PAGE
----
After taking the requisite cheesy lovey-dovey pictures (it’s the goddess of love, people!), we got into the car and headed off in the direction of the ancient city of Kourion. It is located on a sovereign base, so it was technically on UK soil, so we once again drove through towns that catered to the holiday crowd. We grabbed some McDonald’s on the way because we were looking for something familiar to eat; we were definitely souvlaki’d out. There was no actual exit for Kourion, so we got off at the Episkopas stop, the biggest city near the site. We followed street signs and drove up and down through neighborhood streets, much like we did when we were in Australia. We drove until we ran out of road, which was coincidentally where we stumbled upon a hopping stretch of beach packed with vacationers in seaside bars. Resisting the urge to grab a drink, we backtracked to a highway before finally reaching Kourion. The site sits on top of a cliff and actually overlooks the beach bars we had discovered earlier. The water faded into this mist that looked like it merged with the clouds and created this eerie, yet beautiful, scene with the cliff sides.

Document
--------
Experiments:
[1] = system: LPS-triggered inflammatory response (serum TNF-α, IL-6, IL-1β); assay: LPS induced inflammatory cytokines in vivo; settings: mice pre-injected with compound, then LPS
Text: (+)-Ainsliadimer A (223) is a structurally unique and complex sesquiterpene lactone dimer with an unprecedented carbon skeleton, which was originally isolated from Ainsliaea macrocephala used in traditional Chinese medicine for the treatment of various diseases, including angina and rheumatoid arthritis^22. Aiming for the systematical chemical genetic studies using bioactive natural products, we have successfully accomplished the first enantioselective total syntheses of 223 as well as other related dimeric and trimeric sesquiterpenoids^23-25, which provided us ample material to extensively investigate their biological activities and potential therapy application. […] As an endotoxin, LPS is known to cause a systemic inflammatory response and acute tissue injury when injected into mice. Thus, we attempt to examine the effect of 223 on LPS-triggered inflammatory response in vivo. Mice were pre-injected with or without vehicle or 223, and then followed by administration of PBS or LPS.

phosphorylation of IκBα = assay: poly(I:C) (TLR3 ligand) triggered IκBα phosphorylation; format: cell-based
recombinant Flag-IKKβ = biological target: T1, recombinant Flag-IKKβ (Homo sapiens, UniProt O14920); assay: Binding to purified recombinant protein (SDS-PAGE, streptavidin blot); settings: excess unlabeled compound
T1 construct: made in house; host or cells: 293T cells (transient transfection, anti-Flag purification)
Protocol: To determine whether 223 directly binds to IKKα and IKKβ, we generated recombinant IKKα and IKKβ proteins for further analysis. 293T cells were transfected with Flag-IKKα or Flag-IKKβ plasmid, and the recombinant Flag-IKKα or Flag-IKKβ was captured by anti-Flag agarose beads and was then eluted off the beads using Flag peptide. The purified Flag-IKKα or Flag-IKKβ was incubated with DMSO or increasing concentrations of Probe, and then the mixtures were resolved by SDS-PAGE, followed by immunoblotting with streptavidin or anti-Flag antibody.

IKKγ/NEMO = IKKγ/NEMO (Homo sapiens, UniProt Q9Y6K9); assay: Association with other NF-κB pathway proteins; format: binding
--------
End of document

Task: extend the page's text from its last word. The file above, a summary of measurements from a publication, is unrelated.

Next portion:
Kourion was primarily a Roman city built in the 1st century AD. It’s rather spread out, and you’re only able to access the various parts on foot. After buying our tickets from some park rangers, we grabbed a map and headed to the nearest place of note: The Epistolys house. There was a tarp overhead, shading us from the ever-brutal sun. There are several mosaics scattered throughout the various rooms of the house, the most interesting and intact of which was the one of creation personified. We also saw a mosaic that was constructed later with Christian symbols. We strolled through the nearby forum to the House of the Gladiators, named for the mosaics inside it. The floors are beautifully preserved and depict fights between various types of gladiators and their actual names. There are several types of gladiators, some that fight against animals (a bestiarius), others that fight with a net and trident (a retiarius), some that chase down their opponents to tire them out (a secutor), and the most commonly recognized, the Thracian, who fought with a short sword. The house itself was very spread out and clearly used to be in the possession of some wealthy Roman. After a quick trip through the nearby House of Achilles, named for the mosaic that shows the scene from mythology where Odysseus recognizes Achilles dressed like a woman to avoid fighting in the Trojan War, we got back in the car for more sightseeing.